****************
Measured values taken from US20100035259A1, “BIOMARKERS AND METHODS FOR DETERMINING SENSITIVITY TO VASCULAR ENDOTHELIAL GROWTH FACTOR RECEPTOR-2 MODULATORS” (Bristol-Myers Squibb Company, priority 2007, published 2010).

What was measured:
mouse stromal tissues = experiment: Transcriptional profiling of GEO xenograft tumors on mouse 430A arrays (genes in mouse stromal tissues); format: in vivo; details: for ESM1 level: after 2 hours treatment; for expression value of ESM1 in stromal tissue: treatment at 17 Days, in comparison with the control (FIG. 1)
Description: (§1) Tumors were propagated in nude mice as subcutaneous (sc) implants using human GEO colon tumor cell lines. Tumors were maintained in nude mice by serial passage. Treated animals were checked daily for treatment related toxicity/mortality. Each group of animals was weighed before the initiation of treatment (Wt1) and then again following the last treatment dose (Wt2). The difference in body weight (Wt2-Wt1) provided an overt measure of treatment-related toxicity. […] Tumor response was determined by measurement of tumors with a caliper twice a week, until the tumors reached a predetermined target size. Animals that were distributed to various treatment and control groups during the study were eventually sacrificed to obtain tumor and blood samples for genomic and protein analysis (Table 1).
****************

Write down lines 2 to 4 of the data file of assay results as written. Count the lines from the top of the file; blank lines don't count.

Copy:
What was measured:
mouse stromal tissues = experiment: Transcriptional profiling of GEO xenograft tumors on mouse 430A arrays (genes in mouse stromal tissues); format: in vivo; details: for ESM1 level: after 2 hours treatment; for expression value of ESM1 in stromal tissue: treatment at 17 Days, in comparison with the control (FIG. 1)
Description: (§1) Tumors were propagated in nude mice as subcutaneous (sc) implants using human GEO colon tumor cell lines. Tumors were maintained in nude mice by serial passage. Treated animals were checked daily for treatment related toxicity/mortality. Each group of animals was weighed before the initiation of treatment (Wt1) and then again following the last treatment dose (Wt2). The difference in body weight (Wt2-Wt1) provided an overt measure of treatment-related toxicity. […] Tumor response was determined by measurement of tumors with a caliper twice a week, until the tumors reached a predetermined target size. Animals that were distributed to various treatment and control groups during the study were eventually sacrificed to obtain tumor and blood samples for genomic and protein analysis (Table 1).